Tuesday, December 31, 2013

You Can't Tuna Universe, Part 1

One of the more popular arguments for the existence of God used by theists is that the universe is finely tuned for life, and only God could have done it.

Over the past couple of decades it has become apparent to astronomers, physicists and cosmologists that if many of the constants of nature (e.g., gravitational constant, expansion rate of the universe, etc.) were just a hair's breath different, then our universe and life would not exist. This much is true. In fact, if the expansion rate of the universe was slower or faster than just 1 part in 10 to the 55th power (10^55), our universe would not exist as we know it. Astronomer Hugh Ross lists over 100 of these variables that need to be similarly fine tuned for us to exist, and he estimates the probability that all of them fall in the narrow window for life is on the order of 1 chance in 10^1050. Needless to say this number is extremely small, in fact it's almost zero.

Theists have jumped on this discovery and argue the only way to overcome that low probability is if God designed our universe and that it could not happen naturally by chance because the odds are too low. This is known as the teleological argument from fine tuning, or commonly called the fine tuning argument (FTA). The formal logic for the FTA is as follows:

Premise 1:  The fine tuning of the physical constants of the universe is due to either physical necessity, random chance, or intelligent design (God).

Premise 2:  The fine tuning is not due to physical necessity or random chance.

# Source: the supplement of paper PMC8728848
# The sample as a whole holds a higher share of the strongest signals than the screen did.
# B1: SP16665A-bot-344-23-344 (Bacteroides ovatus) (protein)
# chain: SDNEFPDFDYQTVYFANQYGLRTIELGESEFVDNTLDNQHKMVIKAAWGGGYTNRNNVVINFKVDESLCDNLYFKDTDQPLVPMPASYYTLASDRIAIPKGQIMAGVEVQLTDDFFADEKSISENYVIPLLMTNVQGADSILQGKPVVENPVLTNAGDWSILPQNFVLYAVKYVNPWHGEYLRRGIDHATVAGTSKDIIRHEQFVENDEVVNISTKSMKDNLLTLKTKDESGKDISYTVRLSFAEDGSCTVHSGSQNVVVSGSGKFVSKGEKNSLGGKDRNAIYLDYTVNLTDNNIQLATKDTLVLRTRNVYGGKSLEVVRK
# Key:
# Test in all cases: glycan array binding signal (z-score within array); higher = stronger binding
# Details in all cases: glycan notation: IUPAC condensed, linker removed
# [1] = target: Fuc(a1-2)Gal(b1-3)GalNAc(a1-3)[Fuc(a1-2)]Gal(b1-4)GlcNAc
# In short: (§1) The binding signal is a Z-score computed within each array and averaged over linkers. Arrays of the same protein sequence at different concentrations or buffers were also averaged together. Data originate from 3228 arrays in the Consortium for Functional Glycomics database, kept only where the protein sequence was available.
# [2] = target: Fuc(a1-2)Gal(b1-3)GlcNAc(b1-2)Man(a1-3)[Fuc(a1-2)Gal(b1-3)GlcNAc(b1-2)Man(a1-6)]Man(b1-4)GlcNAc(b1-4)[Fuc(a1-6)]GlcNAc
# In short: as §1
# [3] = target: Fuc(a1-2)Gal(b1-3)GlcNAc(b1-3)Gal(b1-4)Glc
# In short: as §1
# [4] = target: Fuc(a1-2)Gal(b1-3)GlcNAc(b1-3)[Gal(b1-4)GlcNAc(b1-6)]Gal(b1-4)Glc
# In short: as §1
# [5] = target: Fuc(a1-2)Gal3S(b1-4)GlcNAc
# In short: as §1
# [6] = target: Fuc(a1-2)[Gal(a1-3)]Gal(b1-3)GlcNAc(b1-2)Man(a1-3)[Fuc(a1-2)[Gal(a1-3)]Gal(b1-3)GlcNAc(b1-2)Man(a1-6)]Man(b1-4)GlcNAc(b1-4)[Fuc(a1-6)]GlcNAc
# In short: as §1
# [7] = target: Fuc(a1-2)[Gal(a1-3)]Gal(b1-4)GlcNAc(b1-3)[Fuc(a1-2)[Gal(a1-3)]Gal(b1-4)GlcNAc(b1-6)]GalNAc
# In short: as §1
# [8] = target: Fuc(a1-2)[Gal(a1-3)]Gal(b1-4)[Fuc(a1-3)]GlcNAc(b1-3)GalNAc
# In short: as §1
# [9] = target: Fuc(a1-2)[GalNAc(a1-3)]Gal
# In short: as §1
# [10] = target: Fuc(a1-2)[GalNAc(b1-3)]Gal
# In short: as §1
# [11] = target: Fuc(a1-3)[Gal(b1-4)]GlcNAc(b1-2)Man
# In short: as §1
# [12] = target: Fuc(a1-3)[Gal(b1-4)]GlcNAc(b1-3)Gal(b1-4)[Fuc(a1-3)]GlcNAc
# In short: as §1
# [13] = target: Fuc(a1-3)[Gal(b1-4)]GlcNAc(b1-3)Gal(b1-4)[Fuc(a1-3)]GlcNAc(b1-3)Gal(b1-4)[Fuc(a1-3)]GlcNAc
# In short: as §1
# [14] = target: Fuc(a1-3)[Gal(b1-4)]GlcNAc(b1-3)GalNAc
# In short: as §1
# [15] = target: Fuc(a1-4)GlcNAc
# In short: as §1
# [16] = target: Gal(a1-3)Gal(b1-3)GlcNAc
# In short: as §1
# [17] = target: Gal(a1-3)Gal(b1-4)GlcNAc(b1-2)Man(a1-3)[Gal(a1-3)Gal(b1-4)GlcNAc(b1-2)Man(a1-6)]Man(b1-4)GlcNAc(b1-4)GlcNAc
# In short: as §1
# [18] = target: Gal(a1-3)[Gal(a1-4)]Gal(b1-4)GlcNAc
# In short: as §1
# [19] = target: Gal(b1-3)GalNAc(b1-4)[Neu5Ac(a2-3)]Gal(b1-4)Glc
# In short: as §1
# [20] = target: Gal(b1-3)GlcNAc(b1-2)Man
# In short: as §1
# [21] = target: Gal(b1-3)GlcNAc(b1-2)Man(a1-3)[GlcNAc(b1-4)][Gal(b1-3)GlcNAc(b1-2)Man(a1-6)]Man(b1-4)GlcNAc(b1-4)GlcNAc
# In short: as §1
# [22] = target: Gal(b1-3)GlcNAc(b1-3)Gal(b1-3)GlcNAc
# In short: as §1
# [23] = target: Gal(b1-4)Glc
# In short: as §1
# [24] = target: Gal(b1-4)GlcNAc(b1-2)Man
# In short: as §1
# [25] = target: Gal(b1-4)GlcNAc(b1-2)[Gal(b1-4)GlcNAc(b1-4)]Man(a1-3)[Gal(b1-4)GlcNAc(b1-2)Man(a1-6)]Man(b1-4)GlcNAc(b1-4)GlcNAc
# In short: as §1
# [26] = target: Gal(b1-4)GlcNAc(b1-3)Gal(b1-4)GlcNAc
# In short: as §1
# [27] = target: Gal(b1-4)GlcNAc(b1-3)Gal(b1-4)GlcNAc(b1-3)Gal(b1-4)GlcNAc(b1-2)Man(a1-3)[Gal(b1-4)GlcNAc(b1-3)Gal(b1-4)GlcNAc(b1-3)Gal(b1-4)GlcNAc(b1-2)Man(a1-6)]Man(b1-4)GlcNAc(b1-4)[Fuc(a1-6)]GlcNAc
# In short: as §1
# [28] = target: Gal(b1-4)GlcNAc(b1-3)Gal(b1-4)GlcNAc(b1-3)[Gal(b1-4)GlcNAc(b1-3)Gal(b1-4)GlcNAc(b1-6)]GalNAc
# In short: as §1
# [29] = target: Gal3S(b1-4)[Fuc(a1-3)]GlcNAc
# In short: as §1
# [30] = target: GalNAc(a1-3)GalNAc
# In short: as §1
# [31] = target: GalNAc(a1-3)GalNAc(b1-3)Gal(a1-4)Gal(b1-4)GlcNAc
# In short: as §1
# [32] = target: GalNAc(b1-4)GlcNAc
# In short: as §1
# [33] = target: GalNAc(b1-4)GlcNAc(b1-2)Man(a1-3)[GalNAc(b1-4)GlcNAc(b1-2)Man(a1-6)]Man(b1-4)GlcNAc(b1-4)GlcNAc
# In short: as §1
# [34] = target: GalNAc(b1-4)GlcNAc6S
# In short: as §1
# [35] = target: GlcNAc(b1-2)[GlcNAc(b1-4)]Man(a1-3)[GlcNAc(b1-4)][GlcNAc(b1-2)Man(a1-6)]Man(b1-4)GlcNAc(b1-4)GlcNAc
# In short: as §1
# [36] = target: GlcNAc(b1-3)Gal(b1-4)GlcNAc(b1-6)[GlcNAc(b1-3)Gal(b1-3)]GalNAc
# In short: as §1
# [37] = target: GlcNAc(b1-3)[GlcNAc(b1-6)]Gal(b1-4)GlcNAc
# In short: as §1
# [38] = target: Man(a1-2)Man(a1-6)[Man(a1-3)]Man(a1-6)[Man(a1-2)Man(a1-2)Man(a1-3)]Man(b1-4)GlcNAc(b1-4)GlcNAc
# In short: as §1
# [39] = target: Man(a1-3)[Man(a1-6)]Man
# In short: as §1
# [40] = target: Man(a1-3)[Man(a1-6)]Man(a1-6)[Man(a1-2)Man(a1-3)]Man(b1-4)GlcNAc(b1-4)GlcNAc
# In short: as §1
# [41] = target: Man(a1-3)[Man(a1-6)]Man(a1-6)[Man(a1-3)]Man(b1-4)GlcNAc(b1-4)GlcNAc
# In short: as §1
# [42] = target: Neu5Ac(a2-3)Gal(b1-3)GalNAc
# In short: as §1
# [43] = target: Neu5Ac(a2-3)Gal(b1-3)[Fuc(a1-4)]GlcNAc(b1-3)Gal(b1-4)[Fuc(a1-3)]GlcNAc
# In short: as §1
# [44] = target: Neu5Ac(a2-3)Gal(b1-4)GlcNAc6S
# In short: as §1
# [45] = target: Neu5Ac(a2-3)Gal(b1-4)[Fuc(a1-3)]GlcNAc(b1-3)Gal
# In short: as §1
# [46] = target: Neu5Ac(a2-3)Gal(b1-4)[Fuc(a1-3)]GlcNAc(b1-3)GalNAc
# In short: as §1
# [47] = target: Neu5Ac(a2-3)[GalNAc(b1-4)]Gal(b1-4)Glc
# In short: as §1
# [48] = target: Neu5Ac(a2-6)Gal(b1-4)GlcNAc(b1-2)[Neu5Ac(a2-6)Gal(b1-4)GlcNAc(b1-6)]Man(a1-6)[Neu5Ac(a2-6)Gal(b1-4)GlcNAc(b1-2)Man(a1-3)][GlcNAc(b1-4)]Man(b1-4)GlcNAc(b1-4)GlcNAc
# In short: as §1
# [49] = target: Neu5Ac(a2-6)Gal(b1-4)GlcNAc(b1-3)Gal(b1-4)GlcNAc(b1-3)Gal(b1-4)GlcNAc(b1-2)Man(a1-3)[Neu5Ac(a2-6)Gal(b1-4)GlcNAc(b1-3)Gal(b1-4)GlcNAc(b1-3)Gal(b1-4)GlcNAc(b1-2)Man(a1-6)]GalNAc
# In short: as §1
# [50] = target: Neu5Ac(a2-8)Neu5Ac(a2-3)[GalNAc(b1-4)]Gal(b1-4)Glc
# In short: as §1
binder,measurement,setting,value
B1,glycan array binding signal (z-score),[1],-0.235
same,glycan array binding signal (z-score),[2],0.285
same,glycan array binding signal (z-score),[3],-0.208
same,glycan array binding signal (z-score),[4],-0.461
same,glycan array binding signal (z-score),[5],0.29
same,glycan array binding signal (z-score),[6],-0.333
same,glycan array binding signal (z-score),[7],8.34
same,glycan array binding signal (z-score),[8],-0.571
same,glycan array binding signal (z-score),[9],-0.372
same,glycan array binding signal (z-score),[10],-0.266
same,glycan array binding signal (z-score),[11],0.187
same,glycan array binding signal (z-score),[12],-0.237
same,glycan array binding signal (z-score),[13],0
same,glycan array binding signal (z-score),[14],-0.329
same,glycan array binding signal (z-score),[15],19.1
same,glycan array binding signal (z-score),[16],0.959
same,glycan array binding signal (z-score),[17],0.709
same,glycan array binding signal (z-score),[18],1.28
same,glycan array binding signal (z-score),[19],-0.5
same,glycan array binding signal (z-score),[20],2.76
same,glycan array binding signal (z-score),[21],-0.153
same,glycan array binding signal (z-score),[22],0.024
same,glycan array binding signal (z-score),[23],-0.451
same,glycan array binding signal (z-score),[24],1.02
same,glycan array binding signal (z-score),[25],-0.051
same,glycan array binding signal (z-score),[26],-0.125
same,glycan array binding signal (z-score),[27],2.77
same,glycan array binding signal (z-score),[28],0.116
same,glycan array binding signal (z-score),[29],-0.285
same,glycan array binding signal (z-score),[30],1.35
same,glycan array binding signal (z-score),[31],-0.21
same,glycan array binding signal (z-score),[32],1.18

Conclusion:  The fine tuning is due to intelligent design.

Over the next few posts I'll be pecking away at this argument. For starters, I tend to hate these types of "negation" arguments, for the lack of a better term. These are arguments where the proponent lists several possibilities, eliminates all but one of the possibilities, and thereby concludes it must be due to the remaining choice. These are weak arguments in general because it's easy to leave out a potential contending choice from the first premise and no positive evidence is provided for the remaining option.

To see how this is the case, consider the following example. Suppose you work in a bank and at the end of the day the manager discovers a shortage of $1000 cash. The manager searches all the employees and their belongings except for you. Since none of the other employees has the money the manager concludes you must have stolen the money and has you arrested. He doesn't provide any direct evidence that you took the money. No video surveillance tapes were checked to see if you stole the money. The manager didn't search you for the cash either. No, he just concluded that because nobody else had taken the money it must be you who took the loot.

The FTA has the same weakness. No direct evidence is provided that God performed the fine tuning of the constants. No documents are provided exactly how God performed this fine tuning. No video tape evidence is provided discussing with God whether he fine tuned our universe for life. Rather it just eliminates the other contenders leaving God as the remaining option, and as indicated above already, it's all too easy to leave out potential contending choices out of the first premise. For example, in the bank situation, instead of concluding that one of the employees stole the money maybe the wrong change was given to a customer, maybe the manager miscounted the money, or perhaps the money was misplaced somewhere else in the bank.

In the next installment of You Can't Tuna Universe I'll pick apart the premises in the FTA more specifically, and will provide an alternative possibility for the fine tuning of the constants omitted by theists. I'll also provide examples of how our weather must be controlled by God if we are to conclude that our universe was designed by God, so stay tuned!!

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